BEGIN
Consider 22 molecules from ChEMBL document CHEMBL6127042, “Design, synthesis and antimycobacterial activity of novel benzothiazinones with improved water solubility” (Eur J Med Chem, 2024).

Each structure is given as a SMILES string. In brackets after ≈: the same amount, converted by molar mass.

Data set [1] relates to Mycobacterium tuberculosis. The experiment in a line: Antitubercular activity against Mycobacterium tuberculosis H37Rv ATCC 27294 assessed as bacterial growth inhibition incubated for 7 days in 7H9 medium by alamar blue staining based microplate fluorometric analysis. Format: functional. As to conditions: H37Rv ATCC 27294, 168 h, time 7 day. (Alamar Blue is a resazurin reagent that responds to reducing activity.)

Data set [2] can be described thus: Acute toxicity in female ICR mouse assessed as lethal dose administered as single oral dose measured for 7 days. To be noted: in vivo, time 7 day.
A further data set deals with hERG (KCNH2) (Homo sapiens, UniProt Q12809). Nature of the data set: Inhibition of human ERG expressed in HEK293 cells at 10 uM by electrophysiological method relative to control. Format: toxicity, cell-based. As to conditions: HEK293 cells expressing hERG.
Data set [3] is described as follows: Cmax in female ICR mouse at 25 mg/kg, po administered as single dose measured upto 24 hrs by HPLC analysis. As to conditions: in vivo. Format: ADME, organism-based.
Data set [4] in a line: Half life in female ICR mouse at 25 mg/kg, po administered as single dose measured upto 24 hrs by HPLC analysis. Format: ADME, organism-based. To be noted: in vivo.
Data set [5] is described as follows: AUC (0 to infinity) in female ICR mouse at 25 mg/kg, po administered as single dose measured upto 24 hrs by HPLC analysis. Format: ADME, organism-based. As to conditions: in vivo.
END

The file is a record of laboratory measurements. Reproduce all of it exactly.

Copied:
Consider 22 molecules from ChEMBL document CHEMBL6127042, “Design, synthesis and antimycobacterial activity of novel benzothiazinones with improved water solubility” (Eur J Med Chem, 2024).

Each structure is given as a SMILES string. In brackets after ≈: the same amount, converted by molar mass.

Data set [1] relates to Mycobacterium tuberculosis. The experiment in a line: Antitubercular activity against Mycobacterium tuberculosis H37Rv ATCC 27294 assessed as bacterial growth inhibition incubated for 7 days in 7H9 medium by alamar blue staining based microplate fluorometric analysis. Format: functional. As to conditions: H37Rv ATCC 27294, 168 h, time 7 day. (Alamar Blue is a resazurin reagent that responds to reducing activity.)

Data set [2] can be described thus: Acute toxicity in female ICR mouse assessed as lethal dose administered as single oral dose measured for 7 days. To be noted: in vivo, time 7 day.
A further data set deals with hERG (KCNH2) (Homo sapiens, UniProt Q12809). Nature of the data set: Inhibition of human ERG expressed in HEK293 cells at 10 uM by electrophysiological method relative to control. Format: toxicity, cell-based. As to conditions: HEK293 cells expressing hERG.
Data set [3] is described as follows: Cmax in female ICR mouse at 25 mg/kg, po administered as single dose measured upto 24 hrs by HPLC analysis. As to conditions: in vivo. Format: ADME, organism-based.
Data set [4] in a line: Half life in female ICR mouse at 25 mg/kg, po administered as single dose measured upto 24 hrs by HPLC analysis. Format: ADME, organism-based. To be noted: in vivo.
Data set [5] is described as follows: AUC (0 to infinity) in female ICR mouse at 25 mg/kg, po administered as single dose measured upto 24 hrs by HPLC analysis. Format: ADME, organism-based. As to conditions: in vivo.